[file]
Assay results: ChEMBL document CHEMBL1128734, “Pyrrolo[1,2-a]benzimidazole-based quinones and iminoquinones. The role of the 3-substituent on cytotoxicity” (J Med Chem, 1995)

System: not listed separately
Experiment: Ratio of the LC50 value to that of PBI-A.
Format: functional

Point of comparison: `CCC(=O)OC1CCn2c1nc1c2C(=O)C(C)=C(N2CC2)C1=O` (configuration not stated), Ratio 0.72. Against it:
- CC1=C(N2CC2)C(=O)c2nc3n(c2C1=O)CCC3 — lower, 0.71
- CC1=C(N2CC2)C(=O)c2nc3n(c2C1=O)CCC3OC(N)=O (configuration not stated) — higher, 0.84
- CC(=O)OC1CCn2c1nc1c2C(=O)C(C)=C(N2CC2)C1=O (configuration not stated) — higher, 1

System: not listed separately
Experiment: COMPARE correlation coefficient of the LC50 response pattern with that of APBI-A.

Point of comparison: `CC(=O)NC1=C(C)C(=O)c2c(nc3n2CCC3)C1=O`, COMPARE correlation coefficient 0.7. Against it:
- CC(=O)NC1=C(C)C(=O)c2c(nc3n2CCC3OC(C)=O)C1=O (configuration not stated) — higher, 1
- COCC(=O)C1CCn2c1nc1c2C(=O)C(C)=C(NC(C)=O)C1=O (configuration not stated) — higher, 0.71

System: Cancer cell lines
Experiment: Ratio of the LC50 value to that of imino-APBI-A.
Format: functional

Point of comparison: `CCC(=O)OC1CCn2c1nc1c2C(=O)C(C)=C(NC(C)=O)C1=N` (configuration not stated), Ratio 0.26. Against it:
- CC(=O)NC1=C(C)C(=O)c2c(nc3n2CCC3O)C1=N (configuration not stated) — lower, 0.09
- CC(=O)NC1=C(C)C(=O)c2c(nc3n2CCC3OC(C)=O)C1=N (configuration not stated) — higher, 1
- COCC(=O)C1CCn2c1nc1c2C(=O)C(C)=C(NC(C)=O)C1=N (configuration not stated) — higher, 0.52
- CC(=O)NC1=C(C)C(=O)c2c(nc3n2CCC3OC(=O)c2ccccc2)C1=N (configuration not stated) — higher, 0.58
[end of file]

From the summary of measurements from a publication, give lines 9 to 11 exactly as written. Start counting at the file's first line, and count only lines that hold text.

System: not listed separately
Experiment: COMPARE correlation coefficient of the LC50 response pattern with that of APBI-A.

Point of comparison: `CC(=O)NC1=C(C)C(=O)c2c(nc3n2CCC3)C1=O`, COMPARE correlation coefficient 0.7. Against it: